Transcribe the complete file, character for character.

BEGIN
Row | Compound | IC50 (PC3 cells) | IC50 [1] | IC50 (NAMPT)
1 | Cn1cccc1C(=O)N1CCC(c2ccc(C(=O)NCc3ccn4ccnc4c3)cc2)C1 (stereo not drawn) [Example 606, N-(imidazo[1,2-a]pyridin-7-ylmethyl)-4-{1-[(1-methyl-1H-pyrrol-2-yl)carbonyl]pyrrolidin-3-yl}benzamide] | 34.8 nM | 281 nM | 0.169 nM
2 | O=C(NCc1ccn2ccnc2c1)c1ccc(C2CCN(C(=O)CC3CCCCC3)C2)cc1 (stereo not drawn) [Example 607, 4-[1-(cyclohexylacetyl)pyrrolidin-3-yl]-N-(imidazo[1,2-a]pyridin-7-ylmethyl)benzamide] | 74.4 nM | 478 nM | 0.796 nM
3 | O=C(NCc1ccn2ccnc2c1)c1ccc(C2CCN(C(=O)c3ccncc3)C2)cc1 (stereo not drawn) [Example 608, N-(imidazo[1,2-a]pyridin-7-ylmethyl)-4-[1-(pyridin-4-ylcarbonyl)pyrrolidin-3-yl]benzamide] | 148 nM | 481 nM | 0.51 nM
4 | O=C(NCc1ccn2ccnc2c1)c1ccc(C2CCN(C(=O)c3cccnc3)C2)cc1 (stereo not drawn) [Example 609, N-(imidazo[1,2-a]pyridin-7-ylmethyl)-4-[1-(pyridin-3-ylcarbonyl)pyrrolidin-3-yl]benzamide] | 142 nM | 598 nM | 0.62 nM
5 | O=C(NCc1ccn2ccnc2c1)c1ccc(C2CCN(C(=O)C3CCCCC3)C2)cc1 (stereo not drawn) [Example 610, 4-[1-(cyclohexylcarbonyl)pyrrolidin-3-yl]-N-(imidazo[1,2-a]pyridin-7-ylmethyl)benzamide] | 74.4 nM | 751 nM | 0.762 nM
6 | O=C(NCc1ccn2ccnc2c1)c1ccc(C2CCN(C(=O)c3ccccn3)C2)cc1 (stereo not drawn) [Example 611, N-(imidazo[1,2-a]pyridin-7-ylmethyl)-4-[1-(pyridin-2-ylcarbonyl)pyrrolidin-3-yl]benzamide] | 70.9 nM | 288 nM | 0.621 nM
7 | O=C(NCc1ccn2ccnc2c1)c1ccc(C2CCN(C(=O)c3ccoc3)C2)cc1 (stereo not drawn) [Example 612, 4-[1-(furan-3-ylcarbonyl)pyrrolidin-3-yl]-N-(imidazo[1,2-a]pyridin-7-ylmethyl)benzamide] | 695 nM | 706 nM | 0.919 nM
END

Row | Compound | IC50 (PC3 cells) | IC50 [1] | IC50 (NAMPT)
1 | Cn1cccc1C(=O)N1CCC(c2ccc(C(=O)NCc3ccn4ccnc4c3)cc2)C1 (stereo not drawn) [Example 606, N-(imidazo[1,2-a]pyridin-7-ylmethyl)-4-{1-[(1-methyl-1H-pyrrol-2-yl)carbonyl]pyrrolidin-3-yl}benzamide] | 34.8 nM | 281 nM | 0.169 nM
2 | O=C(NCc1ccn2ccnc2c1)c1ccc(C2CCN(C(=O)CC3CCCCC3)C2)cc1 (stereo not drawn) [Example 607, 4-[1-(cyclohexylacetyl)pyrrolidin-3-yl]-N-(imidazo[1,2-a]pyridin-7-ylmethyl)benzamide] | 74.4 nM | 478 nM | 0.796 nM
3 | O=C(NCc1ccn2ccnc2c1)c1ccc(C2CCN(C(=O)c3ccncc3)C2)cc1 (stereo not drawn) [Example 608, N-(imidazo[1,2-a]pyridin-7-ylmethyl)-4-[1-(pyridin-4-ylcarbonyl)pyrrolidin-3-yl]benzamide] | 148 nM | 481 nM | 0.51 nM
4 | O=C(NCc1ccn2ccnc2c1)c1ccc(C2CCN(C(=O)c3cccnc3)C2)cc1 (stereo not drawn) [Example 609, N-(imidazo[1,2-a]pyridin-7-ylmethyl)-4-[1-(pyridin-3-ylcarbonyl)pyrrolidin-3-yl]benzamide] | 142 nM | 598 nM | 0.62 nM
5 | O=C(NCc1ccn2ccnc2c1)c1ccc(C2CCN(C(=O)C3CCCCC3)C2)cc1 (stereo not drawn) [Example 610, 4-[1-(cyclohexylcarbonyl)pyrrolidin-3-yl]-N-(imidazo[1,2-a]pyridin-7-ylmethyl)benzamide] | 74.4 nM | 751 nM | 0.762 nM
6 | O=C(NCc1ccn2ccnc2c1)c1ccc(C2CCN(C(=O)c3ccccn3)C2)cc1 (stereo not drawn) [Example 611, N-(imidazo[1,2-a]pyridin-7-ylmethyl)-4-[1-(pyridin-2-ylcarbonyl)pyrrolidin-3-yl]benzamide] | 70.9 nM | 288 nM | 0.621 nM
7 | O=C(NCc1ccn2ccnc2c1)c1ccc(C2CCN(C(=O)c3ccoc3)C2)cc1 (stereo not drawn) [Example 612, 4-[1-(furan-3-ylcarbonyl)pyrrolidin-3-yl]-N-(imidazo[1,2-a]pyridin-7-ylmethyl)benzamide] | 695 nM | 706 nM | 0.919 nM